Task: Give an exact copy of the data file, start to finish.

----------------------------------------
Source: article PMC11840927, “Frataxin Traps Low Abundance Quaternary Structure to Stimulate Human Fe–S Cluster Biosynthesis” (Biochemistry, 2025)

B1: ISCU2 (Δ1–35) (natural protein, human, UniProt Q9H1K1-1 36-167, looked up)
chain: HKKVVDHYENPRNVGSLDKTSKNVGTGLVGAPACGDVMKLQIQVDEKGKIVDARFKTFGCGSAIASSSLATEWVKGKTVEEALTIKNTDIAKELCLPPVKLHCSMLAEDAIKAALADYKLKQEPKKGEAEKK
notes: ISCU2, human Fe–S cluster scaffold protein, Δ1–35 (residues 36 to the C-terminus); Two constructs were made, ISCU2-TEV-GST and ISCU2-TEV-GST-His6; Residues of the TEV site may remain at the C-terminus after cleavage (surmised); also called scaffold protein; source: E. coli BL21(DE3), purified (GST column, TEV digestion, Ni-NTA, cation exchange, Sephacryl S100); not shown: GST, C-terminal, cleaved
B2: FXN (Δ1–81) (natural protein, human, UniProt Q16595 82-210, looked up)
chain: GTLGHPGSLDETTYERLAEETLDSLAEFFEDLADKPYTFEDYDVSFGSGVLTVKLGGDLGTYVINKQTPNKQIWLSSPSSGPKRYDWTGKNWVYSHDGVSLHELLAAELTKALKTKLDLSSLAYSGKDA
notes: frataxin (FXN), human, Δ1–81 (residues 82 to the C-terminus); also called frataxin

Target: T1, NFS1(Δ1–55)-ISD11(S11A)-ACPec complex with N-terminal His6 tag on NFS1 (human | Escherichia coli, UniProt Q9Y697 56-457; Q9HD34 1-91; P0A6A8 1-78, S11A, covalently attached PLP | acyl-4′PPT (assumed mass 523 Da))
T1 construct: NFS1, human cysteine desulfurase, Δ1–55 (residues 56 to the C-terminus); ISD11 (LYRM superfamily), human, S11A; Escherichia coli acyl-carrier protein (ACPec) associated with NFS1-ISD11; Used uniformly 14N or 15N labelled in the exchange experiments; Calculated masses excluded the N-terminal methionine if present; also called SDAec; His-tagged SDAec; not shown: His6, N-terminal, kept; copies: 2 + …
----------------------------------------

Source: article PMC11840927, “Frataxin Traps Low Abundance Quaternary Structure to Stimulate Human Fe–S Cluster Biosynthesis” (Biochemistry, 2025)

B1: ISCU2 (Δ1–35) (natural protein, human, UniProt Q9H1K1-1 36-167, looked up)
chain: HKKVVDHYENPRNVGSLDKTSKNVGTGLVGAPACGDVMKLQIQVDEKGKIVDARFKTFGCGSAIASSSLATEWVKGKTVEEALTIKNTDIAKELCLPPVKLHCSMLAEDAIKAALADYKLKQEPKKGEAEKK
notes: ISCU2, human Fe–S cluster scaffold protein, Δ1–35 (residues 36 to the C-terminus); Two constructs were made, ISCU2-TEV-GST and ISCU2-TEV-GST-His6; Residues of the TEV site may remain at the C-terminus after cleavage (surmised); also called scaffold protein; source: E. coli BL21(DE3), purified (GST column, TEV digestion, Ni-NTA, cation exchange, Sephacryl S100); not shown: GST, C-terminal, cleaved
B2: FXN (Δ1–81) (natural protein, human, UniProt Q16595 82-210, looked up)
chain: GTLGHPGSLDETTYERLAEETLDSLAEFFEDLADKPYTFEDYDVSFGSGVLTVKLGGDLGTYVINKQTPNKQIWLSSPSSGPKRYDWTGKNWVYSHDGVSLHELLAAELTKALKTKLDLSSLAYSGKDA
notes: frataxin (FXN), human, Δ1–81 (residues 82 to the C-terminus); also called frataxin

Target: T1, NFS1(Δ1–55)-ISD11(S11A)-ACPec complex with N-terminal His6 tag on NFS1 (human | Escherichia coli, UniProt Q9Y697 56-457; Q9HD34 1-91; P0A6A8 1-78, S11A, covalently attached PLP | acyl-4′PPT (assumed mass 523 Da))
T1 construct: NFS1, human cysteine desulfurase, Δ1–55 (residues 56 to the C-terminus); ISD11 (LYRM superfamily), human, S11A; Escherichia coli acyl-carrier protein (ACPec) associated with NFS1-ISD11; Used uniformly 14N or 15N labelled in the exchange experiments; Calculated masses excluded the N-terminal methionine if present; also called SDAec; His-tagged SDAec; not shown: His6, N-terminal, kept; copies: 2 + …